color of the inner surface of the shell (sometimes in the same
population); sexual dimorphism in shell shape of certain species; and
the great similarity of juveniles of different species of the same
genus (and sometimes of several genera).
The features emphasized in the present identification key are:
the kinds of hinge teeth; spacing of growth striae; shell size; shell
shape; background color and presence or absence of radiating color
lines; distribution of sculpturing (except on the beak); presence or
absence of external gloss on the shell; nature of the posterior ridge,
if present; and geographic occurrence (specific drainages). Technical
terminology has been avoided whenever possible, and most characters are
self-explanatory or can be readily identified by examining the shell
illustrations or are defined in parentheses. Aspects of the hinge teeth

5
and shell shape requiring more detailed explanation are shown in Figs.
1-10.

REPRODUCTION

The species of clams occupying the fresh waters of Florida belong


to 2 groups (superfamilies Sphaeracea and Unionacea) that contain
representatives on all continents of the world. All species of both
groups are mucus-ciliary feeders, subsisting on phytoplankton and
detritus. The vast majority of species, including those in Florida,
undergo a form of internal fertilization within either the inner 2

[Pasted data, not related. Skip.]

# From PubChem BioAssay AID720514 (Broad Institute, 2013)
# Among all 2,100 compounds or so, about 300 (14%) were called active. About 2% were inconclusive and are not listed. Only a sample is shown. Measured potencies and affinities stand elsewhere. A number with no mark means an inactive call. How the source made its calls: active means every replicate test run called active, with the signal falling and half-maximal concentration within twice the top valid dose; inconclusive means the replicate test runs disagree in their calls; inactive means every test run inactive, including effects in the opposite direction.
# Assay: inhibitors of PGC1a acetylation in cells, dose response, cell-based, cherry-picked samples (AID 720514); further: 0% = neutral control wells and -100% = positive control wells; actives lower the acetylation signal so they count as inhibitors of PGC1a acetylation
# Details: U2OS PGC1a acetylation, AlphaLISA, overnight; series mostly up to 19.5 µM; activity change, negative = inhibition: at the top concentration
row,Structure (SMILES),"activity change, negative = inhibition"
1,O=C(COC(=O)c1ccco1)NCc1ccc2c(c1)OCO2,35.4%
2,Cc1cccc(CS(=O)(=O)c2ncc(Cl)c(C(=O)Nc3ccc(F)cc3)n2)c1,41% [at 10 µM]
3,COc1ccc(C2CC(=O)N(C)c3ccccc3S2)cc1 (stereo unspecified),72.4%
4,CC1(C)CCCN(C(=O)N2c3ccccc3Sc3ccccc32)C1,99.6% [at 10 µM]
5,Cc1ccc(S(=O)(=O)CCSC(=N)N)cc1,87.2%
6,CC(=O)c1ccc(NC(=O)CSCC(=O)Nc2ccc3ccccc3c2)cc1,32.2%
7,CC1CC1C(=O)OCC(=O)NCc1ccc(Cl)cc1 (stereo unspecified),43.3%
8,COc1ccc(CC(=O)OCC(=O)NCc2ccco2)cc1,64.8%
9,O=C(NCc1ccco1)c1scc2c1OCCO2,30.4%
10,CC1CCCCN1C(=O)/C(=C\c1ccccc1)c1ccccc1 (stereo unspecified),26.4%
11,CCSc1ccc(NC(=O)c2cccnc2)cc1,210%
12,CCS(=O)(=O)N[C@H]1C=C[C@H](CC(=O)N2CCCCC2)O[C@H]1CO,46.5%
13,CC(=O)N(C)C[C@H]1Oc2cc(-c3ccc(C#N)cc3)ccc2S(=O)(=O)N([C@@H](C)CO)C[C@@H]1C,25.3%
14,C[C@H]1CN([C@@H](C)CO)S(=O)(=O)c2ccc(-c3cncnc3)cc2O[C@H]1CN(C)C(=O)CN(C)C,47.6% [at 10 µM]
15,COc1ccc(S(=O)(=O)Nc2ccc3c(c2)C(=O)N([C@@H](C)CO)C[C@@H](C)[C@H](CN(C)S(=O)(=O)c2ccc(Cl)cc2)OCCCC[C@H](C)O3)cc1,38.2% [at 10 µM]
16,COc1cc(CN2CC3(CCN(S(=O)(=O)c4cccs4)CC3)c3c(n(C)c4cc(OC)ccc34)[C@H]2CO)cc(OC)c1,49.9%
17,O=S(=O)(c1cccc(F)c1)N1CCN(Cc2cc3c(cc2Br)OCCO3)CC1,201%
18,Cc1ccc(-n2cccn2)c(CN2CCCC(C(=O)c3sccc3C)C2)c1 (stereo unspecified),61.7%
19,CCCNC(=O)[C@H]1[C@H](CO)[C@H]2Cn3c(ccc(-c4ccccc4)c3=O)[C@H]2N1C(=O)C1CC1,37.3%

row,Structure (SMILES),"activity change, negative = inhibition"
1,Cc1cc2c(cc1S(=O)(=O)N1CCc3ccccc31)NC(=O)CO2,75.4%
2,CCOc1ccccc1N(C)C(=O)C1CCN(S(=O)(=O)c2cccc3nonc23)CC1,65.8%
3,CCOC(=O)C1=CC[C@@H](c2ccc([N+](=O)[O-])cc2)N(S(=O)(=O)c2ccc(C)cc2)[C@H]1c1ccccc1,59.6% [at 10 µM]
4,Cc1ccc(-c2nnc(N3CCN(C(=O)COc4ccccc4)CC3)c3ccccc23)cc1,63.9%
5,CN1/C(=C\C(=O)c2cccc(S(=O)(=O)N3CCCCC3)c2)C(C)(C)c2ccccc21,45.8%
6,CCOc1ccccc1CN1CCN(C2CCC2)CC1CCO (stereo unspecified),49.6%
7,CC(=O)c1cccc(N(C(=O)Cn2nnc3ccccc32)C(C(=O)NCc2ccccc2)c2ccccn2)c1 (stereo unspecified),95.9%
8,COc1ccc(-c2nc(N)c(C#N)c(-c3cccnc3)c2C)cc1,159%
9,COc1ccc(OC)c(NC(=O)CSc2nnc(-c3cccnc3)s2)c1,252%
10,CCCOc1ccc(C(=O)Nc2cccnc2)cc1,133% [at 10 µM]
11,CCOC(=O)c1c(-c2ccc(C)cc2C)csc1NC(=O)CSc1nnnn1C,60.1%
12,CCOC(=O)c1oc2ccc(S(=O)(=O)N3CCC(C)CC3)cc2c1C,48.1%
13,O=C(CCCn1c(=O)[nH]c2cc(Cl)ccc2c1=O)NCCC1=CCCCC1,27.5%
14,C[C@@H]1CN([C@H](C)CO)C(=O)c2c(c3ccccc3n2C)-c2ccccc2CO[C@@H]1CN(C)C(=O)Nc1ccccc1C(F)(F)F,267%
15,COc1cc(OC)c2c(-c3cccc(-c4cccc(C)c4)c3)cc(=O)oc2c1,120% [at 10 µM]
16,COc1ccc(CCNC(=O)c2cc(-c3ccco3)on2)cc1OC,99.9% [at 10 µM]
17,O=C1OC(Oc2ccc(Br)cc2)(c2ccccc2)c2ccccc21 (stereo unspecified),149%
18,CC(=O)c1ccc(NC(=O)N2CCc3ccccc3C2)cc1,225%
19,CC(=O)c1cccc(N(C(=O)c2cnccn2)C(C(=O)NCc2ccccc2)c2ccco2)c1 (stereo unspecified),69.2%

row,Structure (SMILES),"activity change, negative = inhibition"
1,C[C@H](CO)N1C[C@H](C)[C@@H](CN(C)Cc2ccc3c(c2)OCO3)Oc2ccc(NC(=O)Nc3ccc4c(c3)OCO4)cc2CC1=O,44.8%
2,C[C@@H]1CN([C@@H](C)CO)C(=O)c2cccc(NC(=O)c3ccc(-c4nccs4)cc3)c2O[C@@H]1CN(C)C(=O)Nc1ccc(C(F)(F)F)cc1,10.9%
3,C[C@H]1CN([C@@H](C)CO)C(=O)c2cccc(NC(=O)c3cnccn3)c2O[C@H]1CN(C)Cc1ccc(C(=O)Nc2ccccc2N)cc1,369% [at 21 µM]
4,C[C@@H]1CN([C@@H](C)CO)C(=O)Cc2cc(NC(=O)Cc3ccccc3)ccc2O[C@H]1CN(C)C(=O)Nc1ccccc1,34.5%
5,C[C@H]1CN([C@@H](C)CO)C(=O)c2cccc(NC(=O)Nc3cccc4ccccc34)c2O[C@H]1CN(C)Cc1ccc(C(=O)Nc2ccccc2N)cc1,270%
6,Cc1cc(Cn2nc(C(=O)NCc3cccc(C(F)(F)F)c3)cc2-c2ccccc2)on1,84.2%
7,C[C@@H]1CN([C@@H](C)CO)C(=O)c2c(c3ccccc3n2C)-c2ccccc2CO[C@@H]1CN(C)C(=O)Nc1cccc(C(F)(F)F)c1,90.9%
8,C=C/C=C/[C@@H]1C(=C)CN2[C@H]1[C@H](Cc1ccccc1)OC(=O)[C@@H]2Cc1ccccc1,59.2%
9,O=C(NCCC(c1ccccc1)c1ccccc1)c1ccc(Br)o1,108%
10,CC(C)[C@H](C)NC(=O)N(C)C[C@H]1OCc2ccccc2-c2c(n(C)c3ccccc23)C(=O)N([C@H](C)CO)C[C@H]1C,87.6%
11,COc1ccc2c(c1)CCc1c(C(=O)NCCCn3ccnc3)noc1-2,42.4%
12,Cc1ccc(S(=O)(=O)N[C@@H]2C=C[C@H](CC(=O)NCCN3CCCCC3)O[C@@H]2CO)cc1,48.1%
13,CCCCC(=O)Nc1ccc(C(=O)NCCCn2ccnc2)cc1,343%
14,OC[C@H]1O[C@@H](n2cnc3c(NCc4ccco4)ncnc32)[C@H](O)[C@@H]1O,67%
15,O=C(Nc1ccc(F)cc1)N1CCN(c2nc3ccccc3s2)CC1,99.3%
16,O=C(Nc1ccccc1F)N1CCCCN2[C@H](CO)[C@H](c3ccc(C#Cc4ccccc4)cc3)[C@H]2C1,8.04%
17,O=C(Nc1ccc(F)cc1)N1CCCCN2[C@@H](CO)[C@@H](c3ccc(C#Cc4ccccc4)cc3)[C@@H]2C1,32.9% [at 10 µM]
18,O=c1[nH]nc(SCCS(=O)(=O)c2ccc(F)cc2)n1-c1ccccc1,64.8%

gills (i.e., demibranchs) (Sphaeriacea) or the outer 2 demibranchs
Unionacea: family Unionidae) or in all 4 demibranchs (Unionacea:
Amblemidae and Margaritiferidae), where the developing young are
brooded, and release nonplanktonic offspring.
The superfamily Sphaeriacea is represented in Florida by members
of 2 families, viz., Corbiculidae and Sphaeriidae. Only 1 corbiculid,
(Corbicula manilensis) is present, whereas 12 sphaeriids occur here
(see section on Classification). All 13 species are hermaphroditic,
although the paucity of testicular tissue in Byssanodonta cubensis
suggests the occurrence of parthenogenetic reproduction in that
sphaeriid (pers. observ.). Unlike some other, Asian species of
Corbicula, C. manilensis releases a nonplanktonic advanced veliger
larval stage (see Sinclair and Isom, 1963). In contrast, all sphaeriids
expel crawl-away newborn that, except for an underdeveloped or
inoperative structural reproductive system, are miniature adults
(Heard, 1965a, 1977; Meier-Brook, 1970; Mackie, 1976).
The superfamily Unionacea contains 1-9 families, depending on
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which reference that one consults; members of 2 occur in Florida.
Crawl-away newborn are produced by very few species, none of which are
found in the State. The vast majority of species discharge bivalved
larvae (glochidia) that are obligatory parasites on the gills or fins
of various species of freshwater fishes for about 3 weeks, after which
period the metamorphosed juvenile clams leave the host to adopt a freeliving existence (Lefevre and Cutris, 1912; Coker, et al., 1922;
Fuller, 1974). Very few life cycle studies of these animals (commonly
called freshwater mussels), including the identification of the host
fishes, have been completed, and none have ever been undertaken in
Florida.
Other information concerning reproduction is provided in the
section on Classification and also in that on Ecology.

CLASSIFICATION

Species are grouped (classified) into different higher


categories, e.g., genera and families, on the bases of natural